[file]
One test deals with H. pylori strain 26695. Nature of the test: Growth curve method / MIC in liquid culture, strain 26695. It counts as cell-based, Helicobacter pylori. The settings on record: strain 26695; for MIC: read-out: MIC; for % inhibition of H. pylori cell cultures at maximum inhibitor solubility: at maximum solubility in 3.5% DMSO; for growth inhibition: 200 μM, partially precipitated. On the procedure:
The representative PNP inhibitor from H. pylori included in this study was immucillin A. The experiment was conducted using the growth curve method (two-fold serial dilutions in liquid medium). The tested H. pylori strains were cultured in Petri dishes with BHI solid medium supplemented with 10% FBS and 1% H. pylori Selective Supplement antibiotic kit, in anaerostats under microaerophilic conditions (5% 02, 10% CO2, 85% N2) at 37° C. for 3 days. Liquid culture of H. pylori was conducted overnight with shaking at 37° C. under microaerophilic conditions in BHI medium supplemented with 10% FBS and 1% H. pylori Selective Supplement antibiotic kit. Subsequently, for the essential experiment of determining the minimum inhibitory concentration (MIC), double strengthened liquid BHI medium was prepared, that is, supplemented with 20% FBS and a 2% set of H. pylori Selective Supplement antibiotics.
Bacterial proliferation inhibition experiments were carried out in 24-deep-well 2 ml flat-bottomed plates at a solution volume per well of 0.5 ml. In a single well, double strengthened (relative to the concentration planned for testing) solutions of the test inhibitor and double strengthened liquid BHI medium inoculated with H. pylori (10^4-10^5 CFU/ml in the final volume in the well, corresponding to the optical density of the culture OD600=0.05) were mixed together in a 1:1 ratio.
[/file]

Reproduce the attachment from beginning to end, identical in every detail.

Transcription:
One test deals with H. pylori strain 26695. Nature of the test: Growth curve method / MIC in liquid culture, strain 26695. It counts as cell-based, Helicobacter pylori. The settings on record: strain 26695; for MIC: read-out: MIC; for % inhibition of H. pylori cell cultures at maximum inhibitor solubility: at maximum solubility in 3.5% DMSO; for growth inhibition: 200 μM, partially precipitated. On the procedure:
The representative PNP inhibitor from H. pylori included in this study was immucillin A. The experiment was conducted using the growth curve method (two-fold serial dilutions in liquid medium). The tested H. pylori strains were cultured in Petri dishes with BHI solid medium supplemented with 10% FBS and 1% H. pylori Selective Supplement antibiotic kit, in anaerostats under microaerophilic conditions (5% 02, 10% CO2, 85% N2) at 37° C. for 3 days. Liquid culture of H. pylori was conducted overnight with shaking at 37° C. under microaerophilic conditions in BHI medium supplemented with 10% FBS and 1% H. pylori Selective Supplement antibiotic kit. Subsequently, for the essential experiment of determining the minimum inhibitory concentration (MIC), double strengthened liquid BHI medium was prepared, that is, supplemented with 20% FBS and a 2% set of H. pylori Selective Supplement antibiotics.
Bacterial proliferation inhibition experiments were carried out in 24-deep-well 2 ml flat-bottomed plates at a solution volume per well of 0.5 ml. In a single well, double strengthened (relative to the concentration planned for testing) solutions of the test inhibitor and double strengthened liquid BHI medium inoculated with H. pylori (10^4-10^5 CFU/ml in the final volume in the well, corresponding to the optical density of the culture OD600=0.05) were mixed together in a 1:1 ratio.